Brown algae on everything
My tank started off fine and for ages it was all smooth sailing, all of a sudden i have been getting a layer of brown algae over everything! i haven't changed anything in routine. could it be feeding too much?
i have 10 neons. 4 black widows and 5 kuhli loaches. the kuhli loaches get one small sinking pellet at night when lights go off and the others get one small pinch of flakes in the morn and another small pinch at night. the neons tend to nibble at the kuhlis sinking pellet as well. by next day there is no sign of any left over food.
i have an undergravel filter, tank is 65L (17.17G).
i have read it could be lack of light, if so what price range am i looking at for fluro globes (can opload pics if needed) also read that live plants can help, i am all for giving this a go, what do i need to know about using live plants.
Also it seems i had an issue with my filter. something was blocking the flow. it looks like we have fixed the flow blockage and my tank now has water movement which it didn't before. it's all quite confusing as previoulsy there was next to no water movement but the fish all appear perfectly healthy and happy. even the kuhli came out of hiding on a regular basis. so basically we weren't sure there was a problem. could the filter blockage have caused the algae build up.
Thanks ahead of time and if i have posted in the wrong section, i am so sorry. brand new to this forum, new to the whole world of tanks really :P
Hi Clare! This is a good spot for your question!
Quite often brown algea is caused by a high amount of silicates and nitrates, sometimes not quite enough light and low oxygen levels. The silicates can come from your tap water, sometimes it can leech out from the glass and or the substrate. The nitrates as you probably know are from left over food, and of course fish poo!
What I would suggest you start by doing - if possible - is swap the undergravel filter for something like a HOB filter (hang on the back filter). What the idea is, is that the HOB filter will remove any floating stuff in the water, like leftover food, some of the fish poo, and anything that gets stirred up in the water when you do your cleaning work. Undergravel filters have a bad problem of forcing everything to be trapped in the substrate, and they're terrible things to maintain. HOB filters are easy to maintain - just rinse the cartridge in some of the tank water that you take out, when you do your water changes, and there goes most of the stuff that an undergravel filter wont remove. They also add a nice amount of oxygen to your water, which will help get rid of that particular type of algea.
Second thing is to give your substrate a really good vacuume, while you're doing a 30% - 50% water change. You should really do this once a week. Remember to use your dechlorinator on any new water - we don't want your tank falling into a mini cycle because the untreated water has killed off some of the good bacteria in your filter media.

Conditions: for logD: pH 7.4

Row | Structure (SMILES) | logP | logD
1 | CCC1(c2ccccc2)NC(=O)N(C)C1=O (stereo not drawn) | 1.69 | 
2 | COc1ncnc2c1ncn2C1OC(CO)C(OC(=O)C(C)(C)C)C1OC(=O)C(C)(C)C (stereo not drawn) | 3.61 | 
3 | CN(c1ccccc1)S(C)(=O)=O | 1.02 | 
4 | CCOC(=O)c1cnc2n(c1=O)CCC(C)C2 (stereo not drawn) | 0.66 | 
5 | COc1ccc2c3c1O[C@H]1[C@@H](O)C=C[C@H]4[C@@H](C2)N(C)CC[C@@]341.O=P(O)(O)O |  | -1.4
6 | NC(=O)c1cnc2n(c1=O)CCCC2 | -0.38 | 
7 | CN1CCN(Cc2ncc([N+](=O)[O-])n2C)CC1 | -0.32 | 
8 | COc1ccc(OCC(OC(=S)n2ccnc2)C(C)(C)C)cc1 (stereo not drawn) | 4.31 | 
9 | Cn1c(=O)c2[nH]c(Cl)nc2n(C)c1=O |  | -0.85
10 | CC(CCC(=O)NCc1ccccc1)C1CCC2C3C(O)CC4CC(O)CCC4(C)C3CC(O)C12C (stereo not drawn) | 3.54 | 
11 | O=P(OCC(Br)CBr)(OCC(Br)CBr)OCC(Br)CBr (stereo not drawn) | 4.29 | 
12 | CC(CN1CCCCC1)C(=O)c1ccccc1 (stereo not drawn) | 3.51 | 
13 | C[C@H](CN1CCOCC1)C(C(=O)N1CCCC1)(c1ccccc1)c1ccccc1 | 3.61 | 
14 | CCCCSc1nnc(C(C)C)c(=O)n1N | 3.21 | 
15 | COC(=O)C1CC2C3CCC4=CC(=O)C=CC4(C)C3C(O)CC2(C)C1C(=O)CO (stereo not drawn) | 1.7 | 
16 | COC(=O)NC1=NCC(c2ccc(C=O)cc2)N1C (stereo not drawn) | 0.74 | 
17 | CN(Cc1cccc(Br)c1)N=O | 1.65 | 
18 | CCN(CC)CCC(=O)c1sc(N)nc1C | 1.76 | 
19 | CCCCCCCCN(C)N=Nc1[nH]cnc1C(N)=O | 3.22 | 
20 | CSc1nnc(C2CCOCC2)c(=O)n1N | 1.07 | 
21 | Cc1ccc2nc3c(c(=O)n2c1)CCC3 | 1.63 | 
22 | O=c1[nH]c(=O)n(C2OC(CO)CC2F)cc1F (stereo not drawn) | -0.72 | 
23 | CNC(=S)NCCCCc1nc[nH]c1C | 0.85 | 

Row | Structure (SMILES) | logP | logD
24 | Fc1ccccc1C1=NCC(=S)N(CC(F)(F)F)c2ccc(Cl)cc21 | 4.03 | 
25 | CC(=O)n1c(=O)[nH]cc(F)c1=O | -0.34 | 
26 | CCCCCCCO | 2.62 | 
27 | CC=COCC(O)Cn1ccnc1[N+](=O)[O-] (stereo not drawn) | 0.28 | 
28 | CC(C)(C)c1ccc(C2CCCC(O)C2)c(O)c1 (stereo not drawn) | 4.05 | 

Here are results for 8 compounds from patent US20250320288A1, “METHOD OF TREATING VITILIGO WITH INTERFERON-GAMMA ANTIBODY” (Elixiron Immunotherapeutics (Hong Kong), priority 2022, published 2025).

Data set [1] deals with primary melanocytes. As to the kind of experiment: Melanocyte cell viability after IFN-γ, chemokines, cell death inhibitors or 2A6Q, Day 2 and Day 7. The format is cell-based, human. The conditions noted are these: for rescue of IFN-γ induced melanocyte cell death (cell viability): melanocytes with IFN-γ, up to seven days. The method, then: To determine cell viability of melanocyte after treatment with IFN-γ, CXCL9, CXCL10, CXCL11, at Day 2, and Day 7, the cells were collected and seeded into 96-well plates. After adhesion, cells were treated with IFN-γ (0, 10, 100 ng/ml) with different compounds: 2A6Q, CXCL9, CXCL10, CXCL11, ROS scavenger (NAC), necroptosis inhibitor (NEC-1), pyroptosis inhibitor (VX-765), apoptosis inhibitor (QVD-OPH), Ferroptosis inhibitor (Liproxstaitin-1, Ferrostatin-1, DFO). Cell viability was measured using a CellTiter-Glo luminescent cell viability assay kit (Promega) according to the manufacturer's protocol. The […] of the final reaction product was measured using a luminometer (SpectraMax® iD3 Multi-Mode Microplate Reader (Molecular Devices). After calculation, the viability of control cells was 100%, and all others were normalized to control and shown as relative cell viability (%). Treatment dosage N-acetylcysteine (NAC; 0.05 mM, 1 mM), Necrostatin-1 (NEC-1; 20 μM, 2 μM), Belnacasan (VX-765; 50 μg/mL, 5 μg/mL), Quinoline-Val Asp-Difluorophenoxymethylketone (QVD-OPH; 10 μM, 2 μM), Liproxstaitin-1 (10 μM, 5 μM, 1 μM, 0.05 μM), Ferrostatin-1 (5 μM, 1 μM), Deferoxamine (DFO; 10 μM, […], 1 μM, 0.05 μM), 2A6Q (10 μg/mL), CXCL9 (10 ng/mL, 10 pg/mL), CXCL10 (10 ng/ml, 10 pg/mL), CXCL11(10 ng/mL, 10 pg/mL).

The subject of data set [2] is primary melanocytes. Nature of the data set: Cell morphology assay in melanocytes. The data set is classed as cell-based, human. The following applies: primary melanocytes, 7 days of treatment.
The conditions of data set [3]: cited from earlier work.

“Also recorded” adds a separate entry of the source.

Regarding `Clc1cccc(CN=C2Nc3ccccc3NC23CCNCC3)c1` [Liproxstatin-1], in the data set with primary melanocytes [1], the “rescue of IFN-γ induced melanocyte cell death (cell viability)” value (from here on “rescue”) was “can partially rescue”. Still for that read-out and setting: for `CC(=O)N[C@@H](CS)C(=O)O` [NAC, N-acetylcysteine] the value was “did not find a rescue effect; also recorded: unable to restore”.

It's right what you hear about plants helping with this problem too. They live on nitrates! So they will help to remove some of them for you. If you decide to plant your tank, then you have to be a little careful when you vacuume the substrate. Stay away from the base of the plants with the vacuume, so you don't disturb the roots and take away to much of thier food.
A light will help as well. I wouldn't give a tank any more than 8 - 10 hours light a day. I think my tank only gets about 4 - 5 at the most. Shop around for your lights - the prices vary.
So, try all that out, and see how you go! If those few changes don't work properly, then we might have to look at using something to remove the silicates and phosphates that could be in your tap water, or are leaching into your water from the substrate or glass.
I forgot to mention, that if you swap filters, keep some of the filter media that you have, so that you can put it into the new filter. That will keep your tank cycled.
Last edited by escamosa; 04-14-2012 at 07:38 AM.
Three-fourths of the Earth's surface is water, and one-fourth is land. It is quite clear that the good Lord intended us to spend triple the amount of time fishing as taking care of the lawn. ~Chuck Clark
Diatoms are a natural process many new tanks go thru and generally it will go away on it's own. The above poster is correct in saying it comes from silicates/phosphates/nitrates. Generally once the silicates are used up and the nutrients in the tank balance themselves, the Diatoms will disappear.
I have high phosphates right out of my tap and made the mistake of using play sand.....silicates......and had a heck of a problem. I had to use a phosphate/silicate remover like phos-ban but finally had to get rid of the play sand as well.
I agree to get rid of the UGF. The gravel is probably high in nitrates. The filter is pulling the rotting food down thru the gravel and there's no overhead filter to help so it's just being circulated thru the tank again. I'm sure your nitrates are probably high, as well. I would spend more on a light but spend more on a filter for that tank.
Get yourself an Aqua Clear 30, let it run for about 3 weeks then slide that UGF out of there. For now, do large water changes.